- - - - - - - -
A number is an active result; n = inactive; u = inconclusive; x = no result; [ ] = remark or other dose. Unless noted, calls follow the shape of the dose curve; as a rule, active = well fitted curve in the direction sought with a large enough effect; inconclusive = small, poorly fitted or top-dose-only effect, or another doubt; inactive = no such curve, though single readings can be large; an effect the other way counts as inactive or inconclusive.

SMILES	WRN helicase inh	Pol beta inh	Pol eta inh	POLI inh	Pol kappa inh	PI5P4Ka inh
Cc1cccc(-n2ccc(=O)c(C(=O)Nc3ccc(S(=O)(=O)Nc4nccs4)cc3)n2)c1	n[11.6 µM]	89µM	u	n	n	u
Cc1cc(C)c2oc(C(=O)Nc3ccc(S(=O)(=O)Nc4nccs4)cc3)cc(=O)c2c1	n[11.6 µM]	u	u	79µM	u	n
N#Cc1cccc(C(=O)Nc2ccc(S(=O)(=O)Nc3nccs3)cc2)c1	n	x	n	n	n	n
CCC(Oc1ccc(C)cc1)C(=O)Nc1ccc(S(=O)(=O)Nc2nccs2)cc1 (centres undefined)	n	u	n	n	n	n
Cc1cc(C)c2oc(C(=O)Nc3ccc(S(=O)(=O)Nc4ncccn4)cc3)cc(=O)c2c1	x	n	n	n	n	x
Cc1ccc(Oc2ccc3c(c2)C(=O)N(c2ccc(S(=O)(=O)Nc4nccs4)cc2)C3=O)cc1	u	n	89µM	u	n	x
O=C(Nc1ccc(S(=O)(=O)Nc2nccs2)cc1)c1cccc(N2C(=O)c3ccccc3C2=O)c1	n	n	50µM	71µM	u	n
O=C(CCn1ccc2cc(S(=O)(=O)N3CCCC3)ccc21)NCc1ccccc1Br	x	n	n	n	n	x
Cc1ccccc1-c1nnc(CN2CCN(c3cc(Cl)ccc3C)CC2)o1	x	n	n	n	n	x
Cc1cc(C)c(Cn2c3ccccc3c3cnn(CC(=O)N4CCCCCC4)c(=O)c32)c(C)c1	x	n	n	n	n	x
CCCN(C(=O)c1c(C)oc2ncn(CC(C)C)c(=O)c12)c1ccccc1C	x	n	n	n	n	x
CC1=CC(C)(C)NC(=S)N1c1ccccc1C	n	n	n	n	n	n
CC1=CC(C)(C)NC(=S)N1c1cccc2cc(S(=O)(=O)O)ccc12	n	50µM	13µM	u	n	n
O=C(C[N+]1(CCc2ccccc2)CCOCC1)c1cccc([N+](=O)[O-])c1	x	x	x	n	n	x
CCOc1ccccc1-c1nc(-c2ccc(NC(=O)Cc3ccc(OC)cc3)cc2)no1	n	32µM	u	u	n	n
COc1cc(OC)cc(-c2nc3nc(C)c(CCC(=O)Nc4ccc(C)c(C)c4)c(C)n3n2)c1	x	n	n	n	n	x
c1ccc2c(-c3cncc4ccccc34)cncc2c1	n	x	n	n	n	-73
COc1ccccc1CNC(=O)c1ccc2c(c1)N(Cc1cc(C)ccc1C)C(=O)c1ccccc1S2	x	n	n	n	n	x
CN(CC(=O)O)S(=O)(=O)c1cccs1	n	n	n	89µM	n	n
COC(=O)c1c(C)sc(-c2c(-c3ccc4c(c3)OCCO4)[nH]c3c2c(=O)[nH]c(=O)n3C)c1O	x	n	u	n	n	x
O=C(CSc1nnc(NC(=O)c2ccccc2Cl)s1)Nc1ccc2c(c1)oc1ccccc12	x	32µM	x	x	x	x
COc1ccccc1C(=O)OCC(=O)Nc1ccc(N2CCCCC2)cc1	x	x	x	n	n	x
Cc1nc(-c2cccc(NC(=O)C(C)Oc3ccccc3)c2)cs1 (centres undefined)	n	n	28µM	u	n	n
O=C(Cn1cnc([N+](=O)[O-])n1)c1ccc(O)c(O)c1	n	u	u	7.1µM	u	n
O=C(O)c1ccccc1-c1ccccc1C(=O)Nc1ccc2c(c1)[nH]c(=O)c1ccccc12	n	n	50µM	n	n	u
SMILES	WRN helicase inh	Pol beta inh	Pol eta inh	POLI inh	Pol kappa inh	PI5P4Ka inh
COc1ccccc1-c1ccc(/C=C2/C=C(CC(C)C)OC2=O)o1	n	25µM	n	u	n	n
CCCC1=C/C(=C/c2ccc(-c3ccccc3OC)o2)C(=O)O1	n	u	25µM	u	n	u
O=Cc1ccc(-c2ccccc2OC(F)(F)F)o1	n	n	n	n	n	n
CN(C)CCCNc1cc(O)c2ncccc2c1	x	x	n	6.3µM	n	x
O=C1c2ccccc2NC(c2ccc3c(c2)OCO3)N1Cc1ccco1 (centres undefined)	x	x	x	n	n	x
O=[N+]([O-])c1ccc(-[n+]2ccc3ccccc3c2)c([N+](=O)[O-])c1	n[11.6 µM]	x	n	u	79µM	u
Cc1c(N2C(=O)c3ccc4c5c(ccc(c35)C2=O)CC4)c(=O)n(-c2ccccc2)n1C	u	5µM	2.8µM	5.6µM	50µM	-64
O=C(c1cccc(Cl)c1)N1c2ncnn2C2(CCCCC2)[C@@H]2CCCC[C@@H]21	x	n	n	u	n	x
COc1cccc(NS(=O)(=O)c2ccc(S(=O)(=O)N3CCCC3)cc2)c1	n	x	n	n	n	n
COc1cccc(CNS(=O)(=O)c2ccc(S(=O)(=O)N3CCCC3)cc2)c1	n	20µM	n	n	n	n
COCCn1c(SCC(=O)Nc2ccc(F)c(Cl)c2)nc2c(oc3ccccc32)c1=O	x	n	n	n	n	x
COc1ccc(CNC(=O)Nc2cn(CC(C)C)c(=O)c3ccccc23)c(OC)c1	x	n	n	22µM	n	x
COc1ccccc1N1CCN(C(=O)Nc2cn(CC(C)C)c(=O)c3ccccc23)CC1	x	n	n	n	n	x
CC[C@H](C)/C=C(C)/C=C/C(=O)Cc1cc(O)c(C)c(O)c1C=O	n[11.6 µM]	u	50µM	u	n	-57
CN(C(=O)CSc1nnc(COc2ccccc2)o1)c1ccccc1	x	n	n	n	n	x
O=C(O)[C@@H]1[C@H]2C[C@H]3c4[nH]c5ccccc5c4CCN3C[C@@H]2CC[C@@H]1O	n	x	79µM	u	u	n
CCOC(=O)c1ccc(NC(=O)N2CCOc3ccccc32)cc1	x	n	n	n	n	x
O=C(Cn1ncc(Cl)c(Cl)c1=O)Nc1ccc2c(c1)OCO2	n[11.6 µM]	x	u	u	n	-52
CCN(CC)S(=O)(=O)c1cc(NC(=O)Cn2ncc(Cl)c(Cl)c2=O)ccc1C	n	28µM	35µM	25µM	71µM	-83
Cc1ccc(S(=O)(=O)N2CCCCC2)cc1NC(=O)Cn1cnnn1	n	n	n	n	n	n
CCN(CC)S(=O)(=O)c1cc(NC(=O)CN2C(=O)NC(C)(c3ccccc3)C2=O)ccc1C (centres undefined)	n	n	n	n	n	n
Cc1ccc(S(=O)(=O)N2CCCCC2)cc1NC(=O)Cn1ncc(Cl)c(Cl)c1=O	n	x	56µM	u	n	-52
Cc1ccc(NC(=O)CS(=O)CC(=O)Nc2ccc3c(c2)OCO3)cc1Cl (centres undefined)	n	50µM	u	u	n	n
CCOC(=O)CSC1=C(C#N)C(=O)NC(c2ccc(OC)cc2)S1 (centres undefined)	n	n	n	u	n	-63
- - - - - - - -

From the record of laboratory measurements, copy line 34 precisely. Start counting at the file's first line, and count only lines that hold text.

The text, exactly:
O=[N+]([O-])c1ccc(-[n+]2ccc3ccccc3c2)c([N+](=O)[O-])c1	n[11.6 µM]	x	n	u	79µM	u